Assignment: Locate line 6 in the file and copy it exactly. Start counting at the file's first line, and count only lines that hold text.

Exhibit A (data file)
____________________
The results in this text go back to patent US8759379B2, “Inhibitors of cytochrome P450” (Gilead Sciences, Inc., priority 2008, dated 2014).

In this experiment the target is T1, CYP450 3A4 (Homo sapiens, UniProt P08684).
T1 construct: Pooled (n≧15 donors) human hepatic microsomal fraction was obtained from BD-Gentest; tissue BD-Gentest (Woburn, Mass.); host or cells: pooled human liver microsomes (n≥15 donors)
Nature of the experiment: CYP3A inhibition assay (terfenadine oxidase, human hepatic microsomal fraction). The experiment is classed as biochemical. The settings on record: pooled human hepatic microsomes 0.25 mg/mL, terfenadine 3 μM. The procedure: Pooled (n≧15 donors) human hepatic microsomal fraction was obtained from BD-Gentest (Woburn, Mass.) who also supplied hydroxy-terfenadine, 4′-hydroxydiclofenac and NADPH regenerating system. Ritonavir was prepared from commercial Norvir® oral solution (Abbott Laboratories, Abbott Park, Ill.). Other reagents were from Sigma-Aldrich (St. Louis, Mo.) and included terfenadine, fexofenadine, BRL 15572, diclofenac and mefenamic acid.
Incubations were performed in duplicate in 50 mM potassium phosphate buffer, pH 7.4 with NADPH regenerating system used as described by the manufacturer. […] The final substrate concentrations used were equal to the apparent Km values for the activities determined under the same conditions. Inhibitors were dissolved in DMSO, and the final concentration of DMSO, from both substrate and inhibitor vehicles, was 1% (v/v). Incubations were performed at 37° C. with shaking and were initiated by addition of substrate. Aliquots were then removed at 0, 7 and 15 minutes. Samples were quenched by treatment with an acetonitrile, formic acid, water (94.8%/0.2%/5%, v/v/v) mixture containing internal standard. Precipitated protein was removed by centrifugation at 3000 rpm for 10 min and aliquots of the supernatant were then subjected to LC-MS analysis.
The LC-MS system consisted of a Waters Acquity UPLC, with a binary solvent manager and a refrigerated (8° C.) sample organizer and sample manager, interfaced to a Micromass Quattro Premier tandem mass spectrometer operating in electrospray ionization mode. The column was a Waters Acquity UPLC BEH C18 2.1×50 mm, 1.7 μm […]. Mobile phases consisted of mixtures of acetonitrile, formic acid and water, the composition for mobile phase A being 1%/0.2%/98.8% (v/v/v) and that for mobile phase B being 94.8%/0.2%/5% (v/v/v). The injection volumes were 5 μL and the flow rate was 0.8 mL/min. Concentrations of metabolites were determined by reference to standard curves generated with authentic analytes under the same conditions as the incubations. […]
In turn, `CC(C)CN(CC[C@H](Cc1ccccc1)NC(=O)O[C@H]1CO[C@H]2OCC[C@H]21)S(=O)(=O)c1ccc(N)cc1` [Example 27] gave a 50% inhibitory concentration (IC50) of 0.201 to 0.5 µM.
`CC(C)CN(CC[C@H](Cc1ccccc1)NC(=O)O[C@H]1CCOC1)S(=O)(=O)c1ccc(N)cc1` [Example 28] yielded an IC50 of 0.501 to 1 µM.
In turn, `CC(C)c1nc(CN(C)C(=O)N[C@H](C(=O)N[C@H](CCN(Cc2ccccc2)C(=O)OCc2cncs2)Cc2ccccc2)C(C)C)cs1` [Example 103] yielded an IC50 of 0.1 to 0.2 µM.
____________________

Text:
The LC-MS system consisted of a Waters Acquity UPLC, with a binary solvent manager and a refrigerated (8° C.) sample organizer and sample manager, interfaced to a Micromass Quattro Premier tandem mass spectrometer operating in electrospray ionization mode. The column was a Waters Acquity UPLC BEH C18 2.1×50 mm, 1.7 μm […]. Mobile phases consisted of mixtures of acetonitrile, formic acid and water, the composition for mobile phase A being 1%/0.2%/98.8% (v/v/v) and that for mobile phase B being 94.8%/0.2%/5% (v/v/v). The injection volumes were 5 μL and the flow rate was 0.8 mL/min. Concentrations of metabolites were determined by reference to standard curves generated with authentic analytes under the same conditions as the incubations. […]